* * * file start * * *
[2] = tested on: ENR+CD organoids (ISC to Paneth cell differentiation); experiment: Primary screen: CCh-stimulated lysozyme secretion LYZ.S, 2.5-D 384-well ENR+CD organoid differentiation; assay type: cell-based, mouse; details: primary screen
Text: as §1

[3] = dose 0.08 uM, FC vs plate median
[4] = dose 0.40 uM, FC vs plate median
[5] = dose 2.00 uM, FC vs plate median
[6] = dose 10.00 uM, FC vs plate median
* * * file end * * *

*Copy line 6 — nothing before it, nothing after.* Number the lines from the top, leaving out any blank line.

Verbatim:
[6] = dose 10.00 uM, FC vs plate median